Tooth decay refers to the deterioration of the teeth’s outer surface due to bacterial action and is the most prevalent oral hygiene problem in children and adults. One of the many reasons why people fail to take care of their teeth against decay is the lack of knowledge about the causes. There remain many misconceptions about tooth decay and if cleared, could lead to better oral health.
Brushing, Flossing And Using Mouthwash Is Enough: While these three steps are crucial for good oral hygiene, sometimes they are not enough because they are not done right. For how long do you brush your teeth? 30 seconds? A minute? Sadly, this is not enough. The required time for a proper brushing regimen is a whole two minutes. Similarly, are you replacing your toothbrush every couple of months with a new one? If you are not, you are allowing the bacteria to accumulate on the bristles over time, and eventually the brush loses its purpose and effectiveness.
Also, are you using dental floss to clean the upper teeth and then the lower teeth with the same piece? This is just causing the bacteria from the upper section to transfer to the lower section and so using two different threads is recommended. When it comes to using mouthwash, make sure it doesn’t have high alcohol level because that is just going to make the mouth dry and prone to gum bleeding. High sugar content will again cause bacteria build-up, leading to tooth decay.
Candies’ Cause Cavities: This is true to a large extent but not the only reason. Cavities are contagious and breathing in close space with a cavity affected person also means bad news even if you stay miles away from sugar. Acidic foods also weaken the enamel, making teeth more vulnerable to bacteria, causing tooth decay.
Fluoride Solves All The Problems: A recent study has shown the ineffectiveness of fluoride at preventing decay. Some claim that fluoride is poison and sticks to the teeth, preventing re-mineralization. It can also cause white patches and browning of teeth in children. Thus, fluoride is not the only solution but has to be backed up by brushing and regular checkups.
Now that these misconceptions have been debunked, hopefully you will be able to take better care of your teeth and prevent decay and other problems.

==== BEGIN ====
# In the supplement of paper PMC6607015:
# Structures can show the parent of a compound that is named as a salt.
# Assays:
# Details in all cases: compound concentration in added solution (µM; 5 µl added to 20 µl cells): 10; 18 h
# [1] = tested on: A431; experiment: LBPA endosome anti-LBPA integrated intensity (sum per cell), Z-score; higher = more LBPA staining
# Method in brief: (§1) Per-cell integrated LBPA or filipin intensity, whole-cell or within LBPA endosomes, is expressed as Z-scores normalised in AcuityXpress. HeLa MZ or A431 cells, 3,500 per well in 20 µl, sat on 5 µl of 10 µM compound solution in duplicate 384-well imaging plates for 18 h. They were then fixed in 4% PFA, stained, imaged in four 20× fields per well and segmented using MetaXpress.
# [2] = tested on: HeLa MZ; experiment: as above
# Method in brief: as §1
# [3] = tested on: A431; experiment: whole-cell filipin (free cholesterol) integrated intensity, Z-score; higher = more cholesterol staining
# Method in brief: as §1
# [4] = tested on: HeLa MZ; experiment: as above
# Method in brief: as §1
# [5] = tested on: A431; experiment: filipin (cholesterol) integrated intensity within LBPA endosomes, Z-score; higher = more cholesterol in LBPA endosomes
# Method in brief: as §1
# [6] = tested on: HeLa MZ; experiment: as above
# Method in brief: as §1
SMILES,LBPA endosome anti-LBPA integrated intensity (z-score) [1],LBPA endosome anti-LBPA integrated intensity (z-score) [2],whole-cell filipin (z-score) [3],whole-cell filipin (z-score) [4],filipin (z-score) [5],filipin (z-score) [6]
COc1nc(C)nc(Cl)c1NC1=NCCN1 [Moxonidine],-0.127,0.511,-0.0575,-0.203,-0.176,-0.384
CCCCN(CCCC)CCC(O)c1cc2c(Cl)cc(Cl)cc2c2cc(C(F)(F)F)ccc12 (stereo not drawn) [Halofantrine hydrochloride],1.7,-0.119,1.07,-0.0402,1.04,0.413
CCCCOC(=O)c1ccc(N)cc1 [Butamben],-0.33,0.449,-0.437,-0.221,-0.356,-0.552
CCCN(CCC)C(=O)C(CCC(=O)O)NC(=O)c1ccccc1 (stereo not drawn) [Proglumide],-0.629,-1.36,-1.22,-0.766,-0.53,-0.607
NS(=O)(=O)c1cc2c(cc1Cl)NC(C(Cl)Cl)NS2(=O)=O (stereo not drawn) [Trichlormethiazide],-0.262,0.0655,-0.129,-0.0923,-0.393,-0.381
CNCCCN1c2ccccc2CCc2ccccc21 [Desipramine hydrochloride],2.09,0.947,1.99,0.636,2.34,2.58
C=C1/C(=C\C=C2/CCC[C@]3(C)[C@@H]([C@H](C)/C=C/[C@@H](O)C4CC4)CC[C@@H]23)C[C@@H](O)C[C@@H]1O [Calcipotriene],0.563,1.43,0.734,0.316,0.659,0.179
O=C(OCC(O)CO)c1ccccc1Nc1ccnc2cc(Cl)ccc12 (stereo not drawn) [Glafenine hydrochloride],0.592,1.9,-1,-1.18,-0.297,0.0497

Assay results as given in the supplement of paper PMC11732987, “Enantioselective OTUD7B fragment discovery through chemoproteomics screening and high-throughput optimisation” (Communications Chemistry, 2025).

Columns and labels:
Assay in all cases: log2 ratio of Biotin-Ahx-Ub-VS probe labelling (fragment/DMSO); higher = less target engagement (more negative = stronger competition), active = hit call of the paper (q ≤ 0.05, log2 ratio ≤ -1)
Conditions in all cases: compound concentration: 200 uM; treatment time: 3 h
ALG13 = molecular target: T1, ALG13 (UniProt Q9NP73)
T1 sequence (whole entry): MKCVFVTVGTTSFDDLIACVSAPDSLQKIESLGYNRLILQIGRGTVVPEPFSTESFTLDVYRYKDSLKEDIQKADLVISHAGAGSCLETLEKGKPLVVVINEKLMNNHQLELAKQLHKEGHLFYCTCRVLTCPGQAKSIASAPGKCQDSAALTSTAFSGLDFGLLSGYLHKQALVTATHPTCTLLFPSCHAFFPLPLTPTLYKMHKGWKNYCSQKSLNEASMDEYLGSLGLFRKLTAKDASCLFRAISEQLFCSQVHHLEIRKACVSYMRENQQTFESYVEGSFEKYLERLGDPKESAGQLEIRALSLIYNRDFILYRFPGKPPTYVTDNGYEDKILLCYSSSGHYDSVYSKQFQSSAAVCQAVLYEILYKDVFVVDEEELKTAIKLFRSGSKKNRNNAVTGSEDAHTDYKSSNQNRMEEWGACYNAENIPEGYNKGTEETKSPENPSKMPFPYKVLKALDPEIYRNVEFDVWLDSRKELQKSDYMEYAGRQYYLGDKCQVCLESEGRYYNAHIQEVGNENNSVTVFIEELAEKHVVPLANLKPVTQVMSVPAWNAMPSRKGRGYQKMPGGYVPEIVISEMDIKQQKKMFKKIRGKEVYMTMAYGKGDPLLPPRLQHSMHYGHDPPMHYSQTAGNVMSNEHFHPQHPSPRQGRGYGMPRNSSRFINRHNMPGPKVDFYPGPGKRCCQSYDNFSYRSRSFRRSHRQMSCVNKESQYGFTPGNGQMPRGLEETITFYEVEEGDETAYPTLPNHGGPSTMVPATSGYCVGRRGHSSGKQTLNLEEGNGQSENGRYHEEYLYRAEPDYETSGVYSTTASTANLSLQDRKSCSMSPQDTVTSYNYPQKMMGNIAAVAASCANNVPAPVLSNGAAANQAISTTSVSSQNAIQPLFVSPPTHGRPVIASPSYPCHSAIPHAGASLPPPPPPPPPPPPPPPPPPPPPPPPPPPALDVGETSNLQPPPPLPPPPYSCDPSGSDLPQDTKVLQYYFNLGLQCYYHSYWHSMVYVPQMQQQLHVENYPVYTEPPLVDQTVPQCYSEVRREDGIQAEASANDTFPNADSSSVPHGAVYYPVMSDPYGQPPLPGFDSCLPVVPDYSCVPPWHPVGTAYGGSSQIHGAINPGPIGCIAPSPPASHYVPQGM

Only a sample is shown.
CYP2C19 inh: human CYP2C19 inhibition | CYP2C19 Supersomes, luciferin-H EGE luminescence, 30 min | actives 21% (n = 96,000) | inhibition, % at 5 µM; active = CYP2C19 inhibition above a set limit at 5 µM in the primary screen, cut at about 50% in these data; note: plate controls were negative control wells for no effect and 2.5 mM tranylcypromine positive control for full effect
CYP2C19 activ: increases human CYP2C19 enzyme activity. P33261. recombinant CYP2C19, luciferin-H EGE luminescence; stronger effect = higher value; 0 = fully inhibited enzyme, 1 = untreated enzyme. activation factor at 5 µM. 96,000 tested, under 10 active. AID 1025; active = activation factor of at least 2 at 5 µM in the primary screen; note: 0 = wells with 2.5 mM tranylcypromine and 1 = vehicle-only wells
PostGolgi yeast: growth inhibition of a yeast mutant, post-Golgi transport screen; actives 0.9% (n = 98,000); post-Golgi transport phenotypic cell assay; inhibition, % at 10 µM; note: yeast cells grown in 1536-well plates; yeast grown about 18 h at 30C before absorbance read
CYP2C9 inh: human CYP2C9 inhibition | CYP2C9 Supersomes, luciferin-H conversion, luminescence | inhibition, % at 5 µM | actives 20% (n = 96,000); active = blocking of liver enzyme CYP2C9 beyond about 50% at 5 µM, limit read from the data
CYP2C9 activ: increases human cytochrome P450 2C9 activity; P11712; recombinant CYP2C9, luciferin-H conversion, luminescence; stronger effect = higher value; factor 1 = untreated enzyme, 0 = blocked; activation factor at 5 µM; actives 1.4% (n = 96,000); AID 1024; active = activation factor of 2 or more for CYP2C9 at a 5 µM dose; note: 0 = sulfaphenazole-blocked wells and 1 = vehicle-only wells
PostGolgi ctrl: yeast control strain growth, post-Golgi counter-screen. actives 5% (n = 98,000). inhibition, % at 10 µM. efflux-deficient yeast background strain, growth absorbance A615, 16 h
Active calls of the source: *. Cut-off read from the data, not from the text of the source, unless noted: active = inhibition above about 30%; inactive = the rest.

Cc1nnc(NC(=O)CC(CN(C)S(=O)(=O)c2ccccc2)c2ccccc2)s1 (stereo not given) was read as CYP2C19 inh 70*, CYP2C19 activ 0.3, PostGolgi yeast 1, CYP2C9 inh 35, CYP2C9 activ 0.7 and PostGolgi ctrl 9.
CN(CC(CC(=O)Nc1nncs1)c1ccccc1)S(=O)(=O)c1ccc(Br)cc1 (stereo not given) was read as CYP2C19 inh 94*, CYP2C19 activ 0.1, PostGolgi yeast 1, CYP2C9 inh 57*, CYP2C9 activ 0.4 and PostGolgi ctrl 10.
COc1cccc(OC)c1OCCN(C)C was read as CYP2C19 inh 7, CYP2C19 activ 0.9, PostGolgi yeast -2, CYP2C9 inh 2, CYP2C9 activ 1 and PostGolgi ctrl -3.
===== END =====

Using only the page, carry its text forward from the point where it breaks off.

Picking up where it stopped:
Oral hygiene is the most important part of personal hygiene and while many people take matters into their own hands, others leave it to the dentists, a visit that can be frightening for some whilst exciting for others. There could be many concerns circling a person’s mind: is the process going to be painful? What sort of technology and methods will be used? My mouth condition is so embarrassing the dentist would freak out! The fear of the sound and images of scary looking instruments!
Whatever the concern, instead of withdrawing into skipping the visit, a better approach is to come forward and face your fears. Another tip is to organize the visit in your head so you get the best out of it.
To start off, setting up an appointment is important to ensure your time isn’t wasted. Asking questions, either from the dentist himself or the receptionist, helps as it makes clear whether the dentist is the one for you or not. Once the appointment is confirmed, start preparing yourself. It is highly advisable to get a good night’s sleep before the visit and avoid beverages with caffeine or sugar, like coffee and energy drinks.
When visiting the dentist, it’s preferable to take a list of medications you are so that the dentist could further guide you about its effects with the new medication. Talk to your dentist with your phobias and come clean about any questions or doubts. This helps the dentist understand you better and they can cater to your needs and concerns better.
For future references, jot down questions and feel free to ask about your condition in detail and the methods to be used, including the side effects. If asked any questions, answer truthfully, no matter how embarrassing. Relax and be happy, there’s nothing better than getting a step closer to better oral hygiene.